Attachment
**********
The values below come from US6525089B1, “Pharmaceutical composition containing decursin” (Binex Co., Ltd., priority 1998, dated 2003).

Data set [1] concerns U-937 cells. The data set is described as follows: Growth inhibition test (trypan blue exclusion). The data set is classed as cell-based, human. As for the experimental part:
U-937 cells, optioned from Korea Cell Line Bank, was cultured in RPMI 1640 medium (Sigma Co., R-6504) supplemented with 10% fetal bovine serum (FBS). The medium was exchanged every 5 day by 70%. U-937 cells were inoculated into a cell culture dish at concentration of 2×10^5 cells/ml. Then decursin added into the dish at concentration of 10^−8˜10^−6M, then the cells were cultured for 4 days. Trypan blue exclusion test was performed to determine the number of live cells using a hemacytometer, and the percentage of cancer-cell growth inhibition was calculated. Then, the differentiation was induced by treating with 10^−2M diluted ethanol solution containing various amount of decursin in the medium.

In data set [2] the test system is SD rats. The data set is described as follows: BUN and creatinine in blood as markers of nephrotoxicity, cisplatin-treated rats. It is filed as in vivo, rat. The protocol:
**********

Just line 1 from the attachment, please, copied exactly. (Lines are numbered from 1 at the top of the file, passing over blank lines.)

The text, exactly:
The values below come from US6525089B1, “Pharmaceutical composition containing decursin” (Binex Co., Ltd., priority 1998, dated 2003).